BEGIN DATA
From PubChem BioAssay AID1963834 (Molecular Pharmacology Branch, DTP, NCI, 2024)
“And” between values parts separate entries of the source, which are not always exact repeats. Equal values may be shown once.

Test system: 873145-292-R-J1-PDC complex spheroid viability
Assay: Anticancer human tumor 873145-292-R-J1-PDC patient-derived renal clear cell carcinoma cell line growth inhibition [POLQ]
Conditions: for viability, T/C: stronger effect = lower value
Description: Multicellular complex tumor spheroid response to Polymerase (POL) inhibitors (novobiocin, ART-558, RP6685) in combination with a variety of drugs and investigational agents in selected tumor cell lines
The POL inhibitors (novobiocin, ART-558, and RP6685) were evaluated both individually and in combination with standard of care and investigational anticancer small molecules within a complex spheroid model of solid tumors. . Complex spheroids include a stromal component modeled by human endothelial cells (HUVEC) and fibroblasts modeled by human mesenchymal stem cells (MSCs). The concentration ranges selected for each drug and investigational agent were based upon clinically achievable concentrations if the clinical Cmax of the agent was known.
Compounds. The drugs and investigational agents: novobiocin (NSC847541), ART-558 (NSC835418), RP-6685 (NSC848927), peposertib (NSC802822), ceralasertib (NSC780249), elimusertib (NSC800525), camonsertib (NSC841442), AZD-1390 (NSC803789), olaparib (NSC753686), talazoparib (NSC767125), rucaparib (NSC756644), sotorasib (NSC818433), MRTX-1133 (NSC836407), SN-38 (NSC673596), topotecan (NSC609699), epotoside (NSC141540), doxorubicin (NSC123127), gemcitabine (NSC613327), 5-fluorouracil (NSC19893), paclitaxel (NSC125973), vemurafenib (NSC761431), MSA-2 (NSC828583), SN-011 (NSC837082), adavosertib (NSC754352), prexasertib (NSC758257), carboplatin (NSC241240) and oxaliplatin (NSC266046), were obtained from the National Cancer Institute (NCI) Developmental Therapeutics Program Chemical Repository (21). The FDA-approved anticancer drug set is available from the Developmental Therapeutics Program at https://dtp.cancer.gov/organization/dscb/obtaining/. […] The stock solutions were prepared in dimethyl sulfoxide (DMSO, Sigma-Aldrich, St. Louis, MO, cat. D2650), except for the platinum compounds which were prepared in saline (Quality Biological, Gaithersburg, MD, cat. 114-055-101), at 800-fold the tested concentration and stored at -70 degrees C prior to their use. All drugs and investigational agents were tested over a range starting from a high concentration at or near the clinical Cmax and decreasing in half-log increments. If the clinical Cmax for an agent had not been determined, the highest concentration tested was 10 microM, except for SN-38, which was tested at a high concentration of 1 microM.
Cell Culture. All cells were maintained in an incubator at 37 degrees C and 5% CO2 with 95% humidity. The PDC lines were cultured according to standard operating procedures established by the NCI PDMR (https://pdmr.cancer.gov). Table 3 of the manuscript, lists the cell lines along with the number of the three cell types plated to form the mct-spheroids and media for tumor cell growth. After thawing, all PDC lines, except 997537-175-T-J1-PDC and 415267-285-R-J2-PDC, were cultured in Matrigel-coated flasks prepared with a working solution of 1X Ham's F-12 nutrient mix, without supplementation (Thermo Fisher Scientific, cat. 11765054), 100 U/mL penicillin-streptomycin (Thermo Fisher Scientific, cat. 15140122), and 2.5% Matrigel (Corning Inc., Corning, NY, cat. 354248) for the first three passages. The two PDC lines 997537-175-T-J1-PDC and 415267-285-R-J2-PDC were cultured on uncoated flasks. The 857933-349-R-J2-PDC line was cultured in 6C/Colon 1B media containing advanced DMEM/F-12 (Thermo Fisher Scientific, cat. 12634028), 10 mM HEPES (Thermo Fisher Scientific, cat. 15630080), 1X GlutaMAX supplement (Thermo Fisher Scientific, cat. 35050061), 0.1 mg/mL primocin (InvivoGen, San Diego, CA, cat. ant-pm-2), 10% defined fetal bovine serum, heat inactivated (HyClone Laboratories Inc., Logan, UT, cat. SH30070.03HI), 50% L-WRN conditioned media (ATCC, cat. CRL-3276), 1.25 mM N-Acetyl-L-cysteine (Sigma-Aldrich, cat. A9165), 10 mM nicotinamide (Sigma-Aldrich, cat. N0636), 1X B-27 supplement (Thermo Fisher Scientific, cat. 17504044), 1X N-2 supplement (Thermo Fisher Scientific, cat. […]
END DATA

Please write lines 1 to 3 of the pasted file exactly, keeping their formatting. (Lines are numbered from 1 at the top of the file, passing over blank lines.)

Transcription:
From PubChem BioAssay AID1963834 (Molecular Pharmacology Branch, DTP, NCI, 2024)
“And” between values parts separate entries of the source, which are not always exact repeats. Equal values may be shown once.

Test system: 873145-292-R-J1-PDC complex spheroid viability